Theodore Roosevelt Film Library Volume 2 (Includes 23 films) on CD

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Theodore Roosevelt was the first U.S. president to have his career and life chronicled on a large scale by motion picture companies (even though his predecessors, Grover Cleveland and William McKinley, were the first to be filmed). This presentation features films which record events in Roosevelt's life from the Spanish-American War in 1898 to his death in 1919. This is Volume 2 of the collection.

Product Details

Theodore Roosevelt was the first U.S. president to have his career and life chronicled on a large scale by motion picture companies (even though his predecessors, Grover Cleveland and William McKinley, were the first to be filmed). This presentation features films which record events in Roosevelt's life from the Spanish-American War in 1898 to his death in 1919. Besides containing scenes of Roosevelt, these films include views of world figures, politicians, monarchs, and friends and family members of Roosevelt who influenced his life and the era in which he lived. Commemorative events up to 1921 are also included. All in all, it gives a fascinating look at the life of a president in the early 20th century. The films are silent as they were all shot before sound films were made.

Below you will find sample stil clips from four of the films on this CD

Below you will find a description of each film on this CD

President McKinley inauguration, 1901

CREATED/PUBLISHED United States : [s.n.], 1901.

SUMMARY The first ca. 49 ft., views of President William McKinley speaking, may be unrelated footage. Views of crowds on Pennsylvania Ave., NW, in front of the old Willard Hotel during the March 4, l90l inaugural festivities. A mounted military unit rides through what is probably the court of honor, the area on Pennsylvania Ave., NW, from Fifteenth to Seventeenth Sts.; the President and his party reviewed the inaugural parade from a stand in this area. McKinley doffs his hat to the crowd as his carriage passes the Willard Hotel. Sen. Marcus A. Hanna of Ohio (1897-1904) sits beside McKinley in the carriage. Several members of the President's special escort, Troop A of the Ohio National Guard, are visible along with aides and guards. The man riding alone in the second carriage may be TR. The last sequence, of McKinley in a carriage in the court of honor, is repeated.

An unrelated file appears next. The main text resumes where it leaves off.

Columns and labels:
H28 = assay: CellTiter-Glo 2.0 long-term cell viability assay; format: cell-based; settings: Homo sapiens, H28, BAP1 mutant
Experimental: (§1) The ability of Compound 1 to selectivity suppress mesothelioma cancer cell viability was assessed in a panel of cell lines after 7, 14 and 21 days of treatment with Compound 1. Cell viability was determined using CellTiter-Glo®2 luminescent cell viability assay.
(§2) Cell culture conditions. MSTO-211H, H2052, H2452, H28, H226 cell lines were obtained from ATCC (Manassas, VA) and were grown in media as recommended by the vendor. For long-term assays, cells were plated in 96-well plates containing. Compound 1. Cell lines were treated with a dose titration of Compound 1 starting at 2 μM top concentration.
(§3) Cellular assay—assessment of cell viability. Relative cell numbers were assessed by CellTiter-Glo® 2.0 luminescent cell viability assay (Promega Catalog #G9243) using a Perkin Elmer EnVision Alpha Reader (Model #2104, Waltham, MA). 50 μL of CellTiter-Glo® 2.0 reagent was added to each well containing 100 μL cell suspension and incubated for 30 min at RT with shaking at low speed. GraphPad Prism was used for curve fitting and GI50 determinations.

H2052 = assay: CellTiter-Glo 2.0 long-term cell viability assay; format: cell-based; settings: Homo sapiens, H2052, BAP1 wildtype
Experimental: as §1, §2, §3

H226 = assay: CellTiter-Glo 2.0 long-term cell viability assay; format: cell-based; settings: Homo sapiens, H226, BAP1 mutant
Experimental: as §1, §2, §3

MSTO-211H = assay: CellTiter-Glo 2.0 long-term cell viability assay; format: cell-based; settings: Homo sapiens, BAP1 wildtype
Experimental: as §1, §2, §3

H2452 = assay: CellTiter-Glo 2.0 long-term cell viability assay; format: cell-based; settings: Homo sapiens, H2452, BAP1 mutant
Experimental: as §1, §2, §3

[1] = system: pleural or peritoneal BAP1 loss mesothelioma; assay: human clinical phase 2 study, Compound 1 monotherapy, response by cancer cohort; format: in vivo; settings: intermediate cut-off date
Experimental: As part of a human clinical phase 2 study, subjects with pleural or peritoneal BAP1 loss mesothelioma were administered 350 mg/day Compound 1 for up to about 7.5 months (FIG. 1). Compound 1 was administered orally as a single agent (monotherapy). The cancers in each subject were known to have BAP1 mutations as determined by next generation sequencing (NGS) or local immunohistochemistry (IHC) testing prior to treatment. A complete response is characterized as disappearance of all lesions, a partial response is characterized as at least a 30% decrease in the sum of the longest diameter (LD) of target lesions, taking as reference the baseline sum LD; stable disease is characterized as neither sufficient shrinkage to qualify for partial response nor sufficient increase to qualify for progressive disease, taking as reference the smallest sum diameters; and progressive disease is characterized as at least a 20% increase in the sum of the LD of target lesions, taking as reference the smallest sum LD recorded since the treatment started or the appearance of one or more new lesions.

President McKinley's funeral, 1901 [1] (in 3 parts)

CREATED/PUBLISHED [United States : s.n.], 1901.

SUMMARY Three sequences of the funeral ceremonies held for President William McKinley:

1) McKinley's body lay in state in the Rotunda of the Capitol, Washington, D.C. on Sept. 17, 1901; views of officers on horseback, the Artillery Band (wearing dark headdresses), a squadron of cavalry, a battalion of artillery and coast artillery, Marine Band (wearing white helmets), battalion of Marines, civilians carrying umbrellas (may be the diplomatic corps), other civilians, guard of honor, pallbearers, and the horsedrawn hearse all turning the corner off what may be Pennsylvania Avenue on their way to the Capitol; camera pans the hearse, as a procession of carriages turns the corner.